Music to harvest and relax to: how the Stardew Valley soundtrack caught the rhythms of the seasons | Culture

eEarlier this year, Eric Barone was approached by singer-songwriter Molly Rankin of power pop group Alvvays. The one creative behind the hit farming simulator Stardew Valley, the game developer best known as His Force, was asked if he’d like to contribute art to the band’s new single, Many Mirrors. Barone never limited himself or left things half-hearted, instead making entire music videos. “That’s how I work,” he says. “I will not hold back.”

You can tell from the work that Barone is pouring his whole body and soul into it. He’s almost seven years old now, but his still-popular Stardew Valley is an extension of himself. When he does graphics, programming, audio, systems, and writing all at once, he projects a pretty complete image of who he is to the world. Some find him daunting, but Barone embraces it.

“The reason Stardew Valley’s music fits the game—what you see and what you hear—is because it all comes from me,” he says. “I am the ‘something’ that holds it all together. My goal, at its core, is to want to connect with the rest of humanity, and perhaps connect them with me in some way.”

However, Barone explains that he has only revealed a part of his soul to the world so far. Stardew Valley represents just one side of him. So Stardew earns enough in his valley that he hardly ever needs to work again, but he makes more games, participates in more projects, and superstars his indie his The band’s music drives him to create videos.

Stardew Valley has become the unofficial mascot of the “cozy” game. Low-risk, low-risk interactive fun that offsets the gung-ho shooters that dominate the blockbusters of the video game industry. Also, the soundtrack has over 40 million plays on Spotify. Not bad for a game with around 20 million sales.

Eric Barone: “Making video games is my way of sharing who I am with the world.”

Interestingly, Barone had no musical training. “It was all intuitive,” he says. “It came from how I feel about the seasons and translating it into sound. I don’t know if I can really teach it. I’m glad people like the music, and Stardew Valley is more relaxed, more aggressive.” Given that it’s more casual, accessible, and appealing to people, I’m glad it managed to establish itself as a more unique game, at least when it was released. Soundtrack: Modern life is crazy and people are looking for refuge and respite from everything that’s going on, and they can find that in Stardew Valley and its music.”

Barone says he believes game sounds are therapeutic, and I agree. Even the more downbeat tracks, which mention “Melancholy Autumn” and “Lonely Winter,” carry optimistic undertones. And it’s intentional. “Everything in Stardew is driven by emotion,” explains Barone. “When I describe these tracks as ‘loneliness’ or ‘melancholy’, I don’t mean it in a negative way. There is beauty in loneliness, there is beauty in seasonal melancholy. Especially dark. Seasons. I don’t think of these things as negative, but as awe-inspiring.”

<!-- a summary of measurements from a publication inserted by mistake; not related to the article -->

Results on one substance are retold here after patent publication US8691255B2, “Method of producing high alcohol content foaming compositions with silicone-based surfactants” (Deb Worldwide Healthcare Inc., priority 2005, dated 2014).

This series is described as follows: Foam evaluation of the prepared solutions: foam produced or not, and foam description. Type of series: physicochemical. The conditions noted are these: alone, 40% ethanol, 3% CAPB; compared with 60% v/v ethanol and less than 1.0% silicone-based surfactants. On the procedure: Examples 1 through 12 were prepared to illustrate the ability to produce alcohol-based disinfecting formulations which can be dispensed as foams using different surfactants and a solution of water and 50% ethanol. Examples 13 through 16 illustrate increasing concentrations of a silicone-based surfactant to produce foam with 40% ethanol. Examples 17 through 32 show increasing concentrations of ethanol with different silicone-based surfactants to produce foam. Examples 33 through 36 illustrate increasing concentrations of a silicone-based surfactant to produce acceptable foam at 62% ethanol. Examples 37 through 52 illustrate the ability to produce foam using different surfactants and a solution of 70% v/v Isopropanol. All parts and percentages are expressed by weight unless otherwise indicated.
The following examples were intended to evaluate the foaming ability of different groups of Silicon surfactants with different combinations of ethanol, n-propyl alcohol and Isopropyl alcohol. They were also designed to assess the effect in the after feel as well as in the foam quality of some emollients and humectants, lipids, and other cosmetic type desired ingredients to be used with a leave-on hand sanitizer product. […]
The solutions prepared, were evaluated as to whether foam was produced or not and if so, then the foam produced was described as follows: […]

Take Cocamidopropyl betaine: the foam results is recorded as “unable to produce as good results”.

Autumn may be lighter than summer, but winter is more minor-key than spring, but there is always beauty in the songs played.Winter (Nocturne of Ice) is a classic piece inspired by the night. named after Originally, Stardew’s music was more “video game-ish” and he used the SNES sound so that “Super sounds like NES’s Harvest he Moon his game,” he said. says Barone. However, he eventually decided to walk away from it. He lifted the music along with the graphics, making it more orchestral and realistic.

The music is timed to disperse ambient noise such as babbling brooks, chirping birds, and rustling leaves so that only a few songs are heard per day. As good video game music always does, these songs amplify what you, the player, are doing at the moment and envelop you more fully in the game world.

Barone’s favorite track in the game, Dance of the Moonlight Jellies, comes with a key moment in the player’s experience in Stardew Valley. It is a nightly festival where townspeople gather to watch jellyfish migrations. Coming at the end of the summer season, the game marks a point where you really start to understand the social and mechanical nuances of gaming. “It’s something I always think of when I think of Stardew Valley music,” he says Barone.

The Moonlight Jelly Dance – an event that can easily be missed and offers no rewards – is a serene moment of unity, beauty and tranquility in a world that otherwise demands so much of your time. A midnight oasis to sit and enjoy the music. It’s a reflection of what Stardew Valley is all about and what Barone is trying to achieve. I can see why it’s his favorite track.

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